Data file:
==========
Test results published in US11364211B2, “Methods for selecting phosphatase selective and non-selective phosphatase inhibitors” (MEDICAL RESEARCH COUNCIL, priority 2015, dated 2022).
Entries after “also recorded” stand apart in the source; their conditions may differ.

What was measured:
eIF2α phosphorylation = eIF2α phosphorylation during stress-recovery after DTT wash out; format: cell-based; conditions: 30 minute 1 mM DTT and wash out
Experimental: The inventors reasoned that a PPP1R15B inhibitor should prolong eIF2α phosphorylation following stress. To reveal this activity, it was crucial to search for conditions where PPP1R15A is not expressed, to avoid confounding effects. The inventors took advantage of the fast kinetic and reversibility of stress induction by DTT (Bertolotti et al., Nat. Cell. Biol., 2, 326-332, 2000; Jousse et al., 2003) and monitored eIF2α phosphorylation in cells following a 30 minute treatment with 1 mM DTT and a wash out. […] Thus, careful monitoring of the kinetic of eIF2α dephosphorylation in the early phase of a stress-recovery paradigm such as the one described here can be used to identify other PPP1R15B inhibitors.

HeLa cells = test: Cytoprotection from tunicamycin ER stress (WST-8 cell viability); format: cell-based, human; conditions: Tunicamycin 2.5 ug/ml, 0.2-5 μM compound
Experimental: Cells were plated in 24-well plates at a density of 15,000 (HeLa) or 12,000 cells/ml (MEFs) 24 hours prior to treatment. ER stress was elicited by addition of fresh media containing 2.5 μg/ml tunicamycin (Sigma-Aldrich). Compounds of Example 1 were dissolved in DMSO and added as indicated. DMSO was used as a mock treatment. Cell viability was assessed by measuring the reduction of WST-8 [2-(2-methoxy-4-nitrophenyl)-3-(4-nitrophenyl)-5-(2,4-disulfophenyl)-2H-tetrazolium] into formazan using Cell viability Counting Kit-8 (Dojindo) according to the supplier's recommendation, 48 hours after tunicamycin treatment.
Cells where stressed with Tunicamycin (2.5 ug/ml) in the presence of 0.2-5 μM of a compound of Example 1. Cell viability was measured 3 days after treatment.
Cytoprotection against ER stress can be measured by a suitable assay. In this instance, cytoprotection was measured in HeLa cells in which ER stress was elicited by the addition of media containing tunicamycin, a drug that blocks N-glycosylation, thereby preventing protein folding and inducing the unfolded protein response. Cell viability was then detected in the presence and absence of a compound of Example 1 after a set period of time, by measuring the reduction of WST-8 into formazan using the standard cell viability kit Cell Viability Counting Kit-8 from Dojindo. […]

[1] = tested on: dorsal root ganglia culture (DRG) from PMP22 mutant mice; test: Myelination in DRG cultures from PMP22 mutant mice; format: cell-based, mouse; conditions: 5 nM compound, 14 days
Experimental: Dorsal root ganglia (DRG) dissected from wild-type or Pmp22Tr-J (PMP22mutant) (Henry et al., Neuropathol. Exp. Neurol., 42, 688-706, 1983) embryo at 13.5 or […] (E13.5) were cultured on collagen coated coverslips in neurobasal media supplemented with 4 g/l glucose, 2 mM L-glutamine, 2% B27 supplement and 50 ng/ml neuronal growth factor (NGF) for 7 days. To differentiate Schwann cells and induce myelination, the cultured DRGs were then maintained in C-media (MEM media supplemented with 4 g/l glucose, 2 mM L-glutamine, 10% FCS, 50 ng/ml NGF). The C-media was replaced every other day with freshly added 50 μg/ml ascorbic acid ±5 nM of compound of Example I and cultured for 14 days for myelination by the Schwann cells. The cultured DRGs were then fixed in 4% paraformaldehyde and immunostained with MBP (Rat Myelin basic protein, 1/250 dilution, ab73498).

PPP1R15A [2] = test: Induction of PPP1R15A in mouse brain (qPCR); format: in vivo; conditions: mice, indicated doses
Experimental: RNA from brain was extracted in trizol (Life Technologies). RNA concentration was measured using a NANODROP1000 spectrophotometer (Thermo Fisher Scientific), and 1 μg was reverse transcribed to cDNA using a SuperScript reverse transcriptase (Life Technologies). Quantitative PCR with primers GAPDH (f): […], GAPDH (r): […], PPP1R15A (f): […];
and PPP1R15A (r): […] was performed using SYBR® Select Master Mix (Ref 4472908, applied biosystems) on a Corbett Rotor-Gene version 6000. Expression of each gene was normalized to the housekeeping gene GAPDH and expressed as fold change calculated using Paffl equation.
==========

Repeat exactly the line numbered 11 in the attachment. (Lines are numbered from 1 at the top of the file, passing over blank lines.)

Experimental: Dorsal root ganglia (DRG) dissected from wild-type or Pmp22Tr-J (PMP22mutant) (Henry et al., Neuropathol. Exp. Neurol., 42, 688-706, 1983) embryo at 13.5 or […] (E13.5) were cultured on collagen coated coverslips in neurobasal media supplemented with 4 g/l glucose, 2 mM L-glutamine, 2% B27 supplement and 50 ng/ml neuronal growth factor (NGF) for 7 days. To differentiate Schwann cells and induce myelination, the cultured DRGs were then maintained in C-media (MEM media supplemented with 4 g/l glucose, 2 mM L-glutamine, 10% FCS, 50 ng/ml NGF). The C-media was replaced every other day with freshly added 50 μg/ml ascorbic acid ±5 nM of compound of Example I and cultured for 14 days for myelination by the Schwann cells. The cultured DRGs were then fixed in 4% paraformaldehyde and immunostained with MBP (Rat Myelin basic protein, 1/250 dilution, ab73498).